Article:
Idaho has given final legislative approval to a law that would ban males who identify as female from competing against girls and women in public school and college sports.
On Monday, the Idaho Senate passed the bill 24-11. The bill had passed the state House earlier, but it passed the House again Wednesday to conform to changes made by the Senate, according to the Idaho Press.
It’s unclear whether Republican Gov. Brad Little will sign or veto the legislation.
Participation by transgender athletes in female sports is a hot-button issue around the country.
In Connecticut, three female high school athletes have filed suit over that state’s policy of allowing athletes to compete based on gender identity and not biology. That lawsuit came after boys competing against girls have dominated track events.
Terry Miller and Andraya Yearwood want to become defendants in a federal suit that seeks to block them from participating in girls sports in Connecticut. https://t.co/dVcMHpbE69
— NBC Out (@NBCOUT) February 23, 2020
The Fairness in Women’s Sports Act was sponsored in the Idaho House by Republican state Rep. Barbara Ehardt of Idaho Falls.
“Under this bill, boys and men will not be able to take the place of girls and women in sports because it is not fair,” Ehardt said, according to Reuters.
Females “simply cannot physically compete” against males “due to their inherent biological advantages,” she said.
Republican state Sen. Mary Souza, who sponsored the bill in the Senate, said the issue was not discrimination, but to restore the balance in women’s sports.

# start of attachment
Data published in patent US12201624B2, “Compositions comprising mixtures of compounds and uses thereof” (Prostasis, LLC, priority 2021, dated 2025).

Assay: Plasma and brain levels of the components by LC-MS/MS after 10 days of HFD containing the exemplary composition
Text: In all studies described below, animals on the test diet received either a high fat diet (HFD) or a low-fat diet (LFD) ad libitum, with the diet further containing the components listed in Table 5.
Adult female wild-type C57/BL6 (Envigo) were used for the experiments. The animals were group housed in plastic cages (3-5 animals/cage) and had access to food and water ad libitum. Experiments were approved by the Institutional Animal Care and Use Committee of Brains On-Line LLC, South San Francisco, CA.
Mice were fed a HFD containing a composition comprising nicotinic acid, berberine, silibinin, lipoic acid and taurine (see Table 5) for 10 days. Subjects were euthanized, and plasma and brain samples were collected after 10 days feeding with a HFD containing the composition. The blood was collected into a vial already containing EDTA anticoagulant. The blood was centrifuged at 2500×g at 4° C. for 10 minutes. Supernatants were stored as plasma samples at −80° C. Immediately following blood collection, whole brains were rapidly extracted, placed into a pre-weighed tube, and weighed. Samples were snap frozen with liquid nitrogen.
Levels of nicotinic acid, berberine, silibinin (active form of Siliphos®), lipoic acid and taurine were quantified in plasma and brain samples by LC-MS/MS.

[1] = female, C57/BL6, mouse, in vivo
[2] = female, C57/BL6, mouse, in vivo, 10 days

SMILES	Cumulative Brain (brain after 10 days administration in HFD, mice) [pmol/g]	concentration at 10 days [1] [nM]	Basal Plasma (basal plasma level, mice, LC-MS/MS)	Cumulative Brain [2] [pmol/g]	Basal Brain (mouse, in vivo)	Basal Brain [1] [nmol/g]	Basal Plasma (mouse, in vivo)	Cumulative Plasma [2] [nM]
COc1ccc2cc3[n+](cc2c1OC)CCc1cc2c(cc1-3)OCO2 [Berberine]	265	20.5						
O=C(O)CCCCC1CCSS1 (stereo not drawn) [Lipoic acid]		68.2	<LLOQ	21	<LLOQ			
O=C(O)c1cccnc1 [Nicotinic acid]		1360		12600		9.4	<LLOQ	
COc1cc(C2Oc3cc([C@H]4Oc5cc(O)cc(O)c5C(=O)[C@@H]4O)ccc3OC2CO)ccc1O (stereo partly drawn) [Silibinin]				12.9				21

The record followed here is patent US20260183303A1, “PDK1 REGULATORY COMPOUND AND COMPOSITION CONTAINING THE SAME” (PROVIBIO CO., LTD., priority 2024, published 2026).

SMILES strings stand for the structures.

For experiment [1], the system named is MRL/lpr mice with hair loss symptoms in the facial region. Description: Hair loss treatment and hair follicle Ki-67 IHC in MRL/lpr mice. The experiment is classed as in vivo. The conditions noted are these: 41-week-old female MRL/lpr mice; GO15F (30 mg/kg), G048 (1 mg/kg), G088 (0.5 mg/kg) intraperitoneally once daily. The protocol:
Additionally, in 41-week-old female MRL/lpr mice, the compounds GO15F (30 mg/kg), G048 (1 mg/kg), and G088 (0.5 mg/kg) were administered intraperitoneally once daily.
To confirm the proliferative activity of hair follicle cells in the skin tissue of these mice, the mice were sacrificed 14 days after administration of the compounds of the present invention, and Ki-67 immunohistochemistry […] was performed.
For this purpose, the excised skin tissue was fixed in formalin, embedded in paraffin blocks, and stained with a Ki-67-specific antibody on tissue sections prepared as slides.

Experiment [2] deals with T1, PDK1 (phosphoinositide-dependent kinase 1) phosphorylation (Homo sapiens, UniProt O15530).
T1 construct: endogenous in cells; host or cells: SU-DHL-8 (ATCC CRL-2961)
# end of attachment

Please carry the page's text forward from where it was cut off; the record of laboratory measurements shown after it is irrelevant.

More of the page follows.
“It started to level the playing field,” she said, according to the Idaho Statesman. “But now we are in a new crisis. Girls who have been struggling and training and competing in their sport are suddenly confronted by biological males.”
Female athletes “deserve a fair chance,” Souza said.
Under the legislation, if there is a dispute over whether an athlete is male or female, the student must “provide a health examination and consent form or other statement signed by the student’s personal health care provider.”
Although Idaho has not had any transgender disputes, Souza said the state could face a patchwork of local actions if it does not show leadership.
“It’s coming,” she said, according to the East Idaho News. “It’s a great time now for Idaho to set a consistent policy.”
Republican state Sen. Jim Rice said males can choke off competitive opportunities for females.
“I think that it is important to protect those opportunities for my granddaughters,” Rice said.
“This bill protects Title IX,” he said. “It doesn’t destroy it. It protects those opportunities.”
Mistie Tolman, Idaho state director for Planned Parenthood Votes, argued otherwise.
“It’s clear that our legislators are more interested in pushing their transphobia through the legislature, regardless of who it damages, than in listening to the facts,” Tolman said, according to the Idaho Press.
“We have worked to appeal to their sense of compassion for how transgender people will be treated, how they will be ostracized further by this legislation, and the very true danger this would pose to a population of their constituency that is already fighting against being othered,” she said. “Transgender people, and transgender youth in particular, just want to be able to live their lives free from harassment and with community, something that playing on the sports team that matches their identity has already provided them in Idaho for years.
“Today, instead of acknowledging their humanity, the Senate chose to give the trans community yet another cold shoulder.”
Trans girls are girls https://t.co/O5kODhTGli
— Mistie Tolman (@mistietolman) March 18, 2020
The NCAA and Idaho High School Activities Association currently require boys and men who wish to participate in sports as females to undergo a year of hormone therapy before competing, according to Boise State Public Radio.
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